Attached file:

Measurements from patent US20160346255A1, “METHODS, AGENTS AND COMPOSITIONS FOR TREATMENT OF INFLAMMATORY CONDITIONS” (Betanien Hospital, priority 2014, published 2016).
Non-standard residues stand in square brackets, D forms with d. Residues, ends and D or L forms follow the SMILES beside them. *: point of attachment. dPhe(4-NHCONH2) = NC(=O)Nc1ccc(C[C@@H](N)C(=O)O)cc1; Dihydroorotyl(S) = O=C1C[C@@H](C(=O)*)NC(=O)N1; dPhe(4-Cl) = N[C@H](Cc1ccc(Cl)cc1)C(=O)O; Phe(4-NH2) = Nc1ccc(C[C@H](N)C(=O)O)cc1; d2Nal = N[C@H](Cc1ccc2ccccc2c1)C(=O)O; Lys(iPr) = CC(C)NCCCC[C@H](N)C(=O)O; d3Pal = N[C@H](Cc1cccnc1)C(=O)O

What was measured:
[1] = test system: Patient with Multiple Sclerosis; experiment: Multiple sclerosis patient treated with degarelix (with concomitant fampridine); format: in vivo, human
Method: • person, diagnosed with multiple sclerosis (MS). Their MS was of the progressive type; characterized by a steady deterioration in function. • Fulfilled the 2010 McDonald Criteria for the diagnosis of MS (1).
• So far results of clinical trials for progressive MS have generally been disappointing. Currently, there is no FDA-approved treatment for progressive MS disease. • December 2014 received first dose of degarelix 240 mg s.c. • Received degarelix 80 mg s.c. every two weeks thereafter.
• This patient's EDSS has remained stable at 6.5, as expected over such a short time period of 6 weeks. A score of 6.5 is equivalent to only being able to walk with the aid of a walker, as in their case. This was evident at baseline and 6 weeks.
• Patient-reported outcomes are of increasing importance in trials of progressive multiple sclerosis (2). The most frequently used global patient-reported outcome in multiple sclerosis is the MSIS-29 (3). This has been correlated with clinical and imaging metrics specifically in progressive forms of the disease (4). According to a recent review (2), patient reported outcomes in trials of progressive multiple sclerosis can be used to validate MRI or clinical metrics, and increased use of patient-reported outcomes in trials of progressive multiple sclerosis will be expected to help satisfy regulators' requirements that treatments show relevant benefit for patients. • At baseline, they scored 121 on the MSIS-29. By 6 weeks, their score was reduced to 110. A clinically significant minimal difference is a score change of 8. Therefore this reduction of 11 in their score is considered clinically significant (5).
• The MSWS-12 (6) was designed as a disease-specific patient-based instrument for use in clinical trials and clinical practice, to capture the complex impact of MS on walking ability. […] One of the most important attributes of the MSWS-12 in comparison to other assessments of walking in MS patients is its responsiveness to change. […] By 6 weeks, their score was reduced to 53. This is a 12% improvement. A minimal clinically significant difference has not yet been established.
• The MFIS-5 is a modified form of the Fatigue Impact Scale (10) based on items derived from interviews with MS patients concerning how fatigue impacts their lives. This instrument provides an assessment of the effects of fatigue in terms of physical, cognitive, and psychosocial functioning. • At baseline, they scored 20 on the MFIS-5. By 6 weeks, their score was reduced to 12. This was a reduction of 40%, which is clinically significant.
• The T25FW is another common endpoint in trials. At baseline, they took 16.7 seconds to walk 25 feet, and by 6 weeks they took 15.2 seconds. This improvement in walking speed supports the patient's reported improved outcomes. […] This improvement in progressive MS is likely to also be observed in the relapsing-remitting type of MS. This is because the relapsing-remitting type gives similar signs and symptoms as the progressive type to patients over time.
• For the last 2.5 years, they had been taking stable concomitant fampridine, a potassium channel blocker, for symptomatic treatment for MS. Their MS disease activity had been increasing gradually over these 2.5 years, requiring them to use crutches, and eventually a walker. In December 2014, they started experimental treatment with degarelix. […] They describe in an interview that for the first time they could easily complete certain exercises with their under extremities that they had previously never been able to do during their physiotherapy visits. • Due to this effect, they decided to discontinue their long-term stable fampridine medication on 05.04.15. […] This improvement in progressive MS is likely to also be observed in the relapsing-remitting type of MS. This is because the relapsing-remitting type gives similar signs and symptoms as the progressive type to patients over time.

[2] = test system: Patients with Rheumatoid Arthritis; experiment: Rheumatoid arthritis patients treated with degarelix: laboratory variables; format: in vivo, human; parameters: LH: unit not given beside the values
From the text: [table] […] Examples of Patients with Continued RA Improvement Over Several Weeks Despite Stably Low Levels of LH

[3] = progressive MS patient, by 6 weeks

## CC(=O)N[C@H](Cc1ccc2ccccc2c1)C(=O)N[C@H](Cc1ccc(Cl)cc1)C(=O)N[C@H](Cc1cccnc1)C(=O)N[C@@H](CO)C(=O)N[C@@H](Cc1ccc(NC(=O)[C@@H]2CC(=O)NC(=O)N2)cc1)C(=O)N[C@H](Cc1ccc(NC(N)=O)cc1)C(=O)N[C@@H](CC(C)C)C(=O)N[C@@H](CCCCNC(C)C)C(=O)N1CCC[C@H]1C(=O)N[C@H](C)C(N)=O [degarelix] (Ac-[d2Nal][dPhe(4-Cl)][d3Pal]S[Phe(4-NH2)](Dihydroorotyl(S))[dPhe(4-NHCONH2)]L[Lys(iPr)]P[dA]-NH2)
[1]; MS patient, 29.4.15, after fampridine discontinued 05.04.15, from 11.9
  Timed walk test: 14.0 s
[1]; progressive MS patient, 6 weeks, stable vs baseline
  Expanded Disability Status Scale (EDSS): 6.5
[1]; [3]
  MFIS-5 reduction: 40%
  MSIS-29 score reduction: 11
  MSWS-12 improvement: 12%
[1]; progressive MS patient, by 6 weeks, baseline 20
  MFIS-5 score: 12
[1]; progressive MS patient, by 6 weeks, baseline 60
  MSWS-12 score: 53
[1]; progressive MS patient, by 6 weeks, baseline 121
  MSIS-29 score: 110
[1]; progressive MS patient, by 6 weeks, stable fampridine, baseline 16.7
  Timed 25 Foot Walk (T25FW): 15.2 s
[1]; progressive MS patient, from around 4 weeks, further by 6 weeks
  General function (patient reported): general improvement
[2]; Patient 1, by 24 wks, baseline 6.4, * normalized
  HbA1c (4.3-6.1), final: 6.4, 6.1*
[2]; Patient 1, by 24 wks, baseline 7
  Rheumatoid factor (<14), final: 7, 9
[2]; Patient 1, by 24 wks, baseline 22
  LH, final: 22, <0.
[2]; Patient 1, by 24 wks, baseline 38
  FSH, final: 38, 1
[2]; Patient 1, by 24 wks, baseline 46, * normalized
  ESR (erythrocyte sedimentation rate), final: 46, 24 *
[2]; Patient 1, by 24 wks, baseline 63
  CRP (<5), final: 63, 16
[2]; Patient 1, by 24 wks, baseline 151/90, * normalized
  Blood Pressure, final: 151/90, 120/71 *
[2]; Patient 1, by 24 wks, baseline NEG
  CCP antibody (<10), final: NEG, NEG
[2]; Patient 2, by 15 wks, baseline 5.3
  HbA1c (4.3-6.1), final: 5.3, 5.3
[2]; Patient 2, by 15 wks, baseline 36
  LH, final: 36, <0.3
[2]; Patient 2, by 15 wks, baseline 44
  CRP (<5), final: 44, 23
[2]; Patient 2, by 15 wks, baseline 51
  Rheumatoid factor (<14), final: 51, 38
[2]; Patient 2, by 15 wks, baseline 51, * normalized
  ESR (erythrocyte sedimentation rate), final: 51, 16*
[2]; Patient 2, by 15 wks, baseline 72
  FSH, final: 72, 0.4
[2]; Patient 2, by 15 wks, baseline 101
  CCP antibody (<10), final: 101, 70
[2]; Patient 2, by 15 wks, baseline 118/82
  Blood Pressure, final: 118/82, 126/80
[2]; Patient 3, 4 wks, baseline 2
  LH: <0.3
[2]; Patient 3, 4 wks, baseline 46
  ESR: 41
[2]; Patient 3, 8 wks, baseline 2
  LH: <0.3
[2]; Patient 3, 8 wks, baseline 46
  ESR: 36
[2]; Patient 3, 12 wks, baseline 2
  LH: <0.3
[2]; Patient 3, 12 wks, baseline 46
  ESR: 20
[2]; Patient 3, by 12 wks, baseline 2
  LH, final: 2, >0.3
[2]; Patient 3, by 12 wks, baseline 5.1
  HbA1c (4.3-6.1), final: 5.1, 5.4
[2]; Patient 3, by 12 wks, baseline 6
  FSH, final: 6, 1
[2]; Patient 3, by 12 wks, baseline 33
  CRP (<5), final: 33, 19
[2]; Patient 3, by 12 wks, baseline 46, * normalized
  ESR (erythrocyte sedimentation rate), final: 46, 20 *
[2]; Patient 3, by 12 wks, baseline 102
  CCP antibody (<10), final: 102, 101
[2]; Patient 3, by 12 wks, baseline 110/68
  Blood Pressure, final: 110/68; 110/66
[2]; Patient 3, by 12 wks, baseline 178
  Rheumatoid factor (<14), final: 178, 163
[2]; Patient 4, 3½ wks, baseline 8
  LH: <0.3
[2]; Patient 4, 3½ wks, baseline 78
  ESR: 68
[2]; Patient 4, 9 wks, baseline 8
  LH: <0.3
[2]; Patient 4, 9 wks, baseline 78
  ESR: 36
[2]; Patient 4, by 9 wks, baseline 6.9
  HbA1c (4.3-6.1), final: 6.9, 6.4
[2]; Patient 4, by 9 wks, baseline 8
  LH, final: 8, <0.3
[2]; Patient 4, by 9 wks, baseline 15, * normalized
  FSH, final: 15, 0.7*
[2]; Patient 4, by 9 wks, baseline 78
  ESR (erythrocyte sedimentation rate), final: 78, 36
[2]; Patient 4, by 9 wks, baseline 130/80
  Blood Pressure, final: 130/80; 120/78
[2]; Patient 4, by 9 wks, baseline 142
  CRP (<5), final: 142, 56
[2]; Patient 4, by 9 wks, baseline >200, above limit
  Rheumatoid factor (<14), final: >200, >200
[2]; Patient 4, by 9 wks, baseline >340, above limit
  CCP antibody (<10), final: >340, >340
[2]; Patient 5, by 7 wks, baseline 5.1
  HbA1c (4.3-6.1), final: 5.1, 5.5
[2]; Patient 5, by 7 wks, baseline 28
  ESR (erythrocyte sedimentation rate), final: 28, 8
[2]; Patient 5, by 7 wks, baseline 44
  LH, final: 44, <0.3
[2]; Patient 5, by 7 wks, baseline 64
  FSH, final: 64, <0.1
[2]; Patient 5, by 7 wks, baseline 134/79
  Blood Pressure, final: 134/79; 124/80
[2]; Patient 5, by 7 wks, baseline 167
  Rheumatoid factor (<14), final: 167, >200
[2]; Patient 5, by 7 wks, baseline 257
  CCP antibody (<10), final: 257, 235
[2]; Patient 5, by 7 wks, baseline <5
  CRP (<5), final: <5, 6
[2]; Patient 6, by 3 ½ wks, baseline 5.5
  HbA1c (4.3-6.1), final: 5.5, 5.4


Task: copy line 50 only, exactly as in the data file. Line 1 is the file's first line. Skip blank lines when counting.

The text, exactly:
  CCP antibody (<10), final: NEG, NEG